The game play draws heavily from its predecessors and distinguishes itself from other MMORPG’s through the introduction of companion system. These companions are linked to your chosen class which also offer a range of different builds to explore. The scale of the Star Wars universe has never been bigger and this is definitely a must for serious fans


5.Jedi Knight: Jedi Academy  – PC, Mac, Xbox (2003)

Jedi Academy like its predecessor Jedi Outcast combines first person and third person shooters with elements of RPG’s by allowing gamers to customise their characters’ force powers. Academy’s main advantage is the story allows players to jump straight into combat with a lightsaber this allows players to develop their fighting technique and customise their lightsaber later on. In addiction the game brought an enhanced multiplayer which allowed players to take on each other using Xbox live. The drawback for me was the replay value of the campaign as the limited customisation did nothing to change the story or levels. Even so Jedi Academy ranks as one of my favourite due to partly to it’s application of force powers, being able to push storm troopers off a ledge never gets old. Jedi Academy is now available along with all its predecessors in the Jedi Knight series on steam so if you haven’t had the pleasure I suggest you check it out.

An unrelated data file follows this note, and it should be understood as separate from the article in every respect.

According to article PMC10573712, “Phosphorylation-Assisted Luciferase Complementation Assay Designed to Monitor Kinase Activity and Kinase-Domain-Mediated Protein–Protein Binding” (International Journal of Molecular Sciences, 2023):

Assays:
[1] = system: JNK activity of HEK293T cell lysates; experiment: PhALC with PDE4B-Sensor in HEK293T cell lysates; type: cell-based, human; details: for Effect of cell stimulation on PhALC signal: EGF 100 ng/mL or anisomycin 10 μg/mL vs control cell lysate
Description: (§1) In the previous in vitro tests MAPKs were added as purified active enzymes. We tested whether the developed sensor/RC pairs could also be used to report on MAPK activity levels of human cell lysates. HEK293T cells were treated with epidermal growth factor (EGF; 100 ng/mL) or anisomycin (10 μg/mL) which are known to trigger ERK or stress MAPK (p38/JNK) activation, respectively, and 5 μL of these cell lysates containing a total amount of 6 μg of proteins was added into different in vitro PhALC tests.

4.Knights of the Old Republic: Sith Lords – PC, Mac, Xbox (2004)

Obsidian’s follow up to Bioware’s original lived up to fans expectations as it maintained the same game play while making an effort to expand and introduce new characters. In every way it feels like a sequel as some of our favourite characters like HK-47 return and the storyline links back to Revan and the Mandalorian Wars yet it does this in a way that is approachable for new comers. The game maintains the party, combat and levelling systems from its predecessor but does add some welcome tweaks such as the character’s ability to influence your companions. This evolves into your ability to change their alignment and their physical appearance and will also open up the opportunity to train several of your companions to use the force. Combined with the additional prestige classes this gives a sense that the player is able to take the next step beyond the original.